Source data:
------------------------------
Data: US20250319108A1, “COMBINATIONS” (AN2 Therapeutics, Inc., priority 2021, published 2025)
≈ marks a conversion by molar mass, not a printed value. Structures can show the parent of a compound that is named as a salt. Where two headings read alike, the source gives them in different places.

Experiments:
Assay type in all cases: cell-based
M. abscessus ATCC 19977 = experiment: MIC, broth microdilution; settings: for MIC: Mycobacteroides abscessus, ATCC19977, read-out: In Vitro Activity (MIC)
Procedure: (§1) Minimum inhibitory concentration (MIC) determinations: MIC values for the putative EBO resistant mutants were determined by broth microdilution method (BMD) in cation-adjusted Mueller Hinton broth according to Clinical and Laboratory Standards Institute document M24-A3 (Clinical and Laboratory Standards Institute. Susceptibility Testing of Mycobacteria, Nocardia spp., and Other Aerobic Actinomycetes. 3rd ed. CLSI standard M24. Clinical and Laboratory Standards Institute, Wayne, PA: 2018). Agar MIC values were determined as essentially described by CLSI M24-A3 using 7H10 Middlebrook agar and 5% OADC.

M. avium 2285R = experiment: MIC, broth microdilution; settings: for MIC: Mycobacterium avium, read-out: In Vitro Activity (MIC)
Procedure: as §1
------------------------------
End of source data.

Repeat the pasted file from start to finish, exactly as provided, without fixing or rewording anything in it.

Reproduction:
Data: US20250319108A1, “COMBINATIONS” (AN2 Therapeutics, Inc., priority 2021, published 2025)
≈ marks a conversion by molar mass, not a printed value. Structures can show the parent of a compound that is named as a salt. Where two headings read alike, the source gives them in different places.

Experiments:
Assay type in all cases: cell-based
M. abscessus ATCC 19977 = experiment: MIC, broth microdilution; settings: for MIC: Mycobacteroides abscessus, ATCC19977, read-out: In Vitro Activity (MIC)
Procedure: (§1) Minimum inhibitory concentration (MIC) determinations: MIC values for the putative EBO resistant mutants were determined by broth microdilution method (BMD) in cation-adjusted Mueller Hinton broth according to Clinical and Laboratory Standards Institute document M24-A3 (Clinical and Laboratory Standards Institute. Susceptibility Testing of Mycobacteria, Nocardia spp., and Other Aerobic Actinomycetes. 3rd ed. CLSI standard M24. Clinical and Laboratory Standards Institute, Wayne, PA: 2018). Agar MIC values were determined as essentially described by CLSI M24-A3 using 7H10 Middlebrook agar and 5% OADC.

M. avium 2285R = experiment: MIC, broth microdilution; settings: for MIC: Mycobacterium avium, read-out: In Vitro Activity (MIC)
Procedure: as §1